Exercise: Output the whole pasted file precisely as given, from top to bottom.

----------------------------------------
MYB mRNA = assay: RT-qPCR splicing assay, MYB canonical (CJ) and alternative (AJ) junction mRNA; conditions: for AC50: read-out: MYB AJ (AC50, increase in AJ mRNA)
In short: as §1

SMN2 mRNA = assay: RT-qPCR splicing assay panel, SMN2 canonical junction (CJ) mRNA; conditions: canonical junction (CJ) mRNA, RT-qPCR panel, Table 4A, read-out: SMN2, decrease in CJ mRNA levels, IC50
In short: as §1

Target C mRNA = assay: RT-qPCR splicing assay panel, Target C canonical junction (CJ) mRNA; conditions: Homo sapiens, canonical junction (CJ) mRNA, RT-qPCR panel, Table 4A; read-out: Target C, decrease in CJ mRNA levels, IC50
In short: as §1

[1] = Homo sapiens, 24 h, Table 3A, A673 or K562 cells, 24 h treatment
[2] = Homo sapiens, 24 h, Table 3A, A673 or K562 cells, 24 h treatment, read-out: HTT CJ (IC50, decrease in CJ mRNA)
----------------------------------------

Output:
MYB mRNA = assay: RT-qPCR splicing assay, MYB canonical (CJ) and alternative (AJ) junction mRNA; conditions: for AC50: read-out: MYB AJ (AC50, increase in AJ mRNA)
In short: as §1

SMN2 mRNA = assay: RT-qPCR splicing assay panel, SMN2 canonical junction (CJ) mRNA; conditions: canonical junction (CJ) mRNA, RT-qPCR panel, Table 4A, read-out: SMN2, decrease in CJ mRNA levels, IC50
In short: as §1

Target C mRNA = assay: RT-qPCR splicing assay panel, Target C canonical junction (CJ) mRNA; conditions: Homo sapiens, canonical junction (CJ) mRNA, RT-qPCR panel, Table 4A; read-out: Target C, decrease in CJ mRNA levels, IC50
In short: as §1

[1] = Homo sapiens, 24 h, Table 3A, A673 or K562 cells, 24 h treatment
[2] = Homo sapiens, 24 h, Table 3A, A673 or K562 cells, 24 h treatment, read-out: HTT CJ (IC50, decrease in CJ mRNA)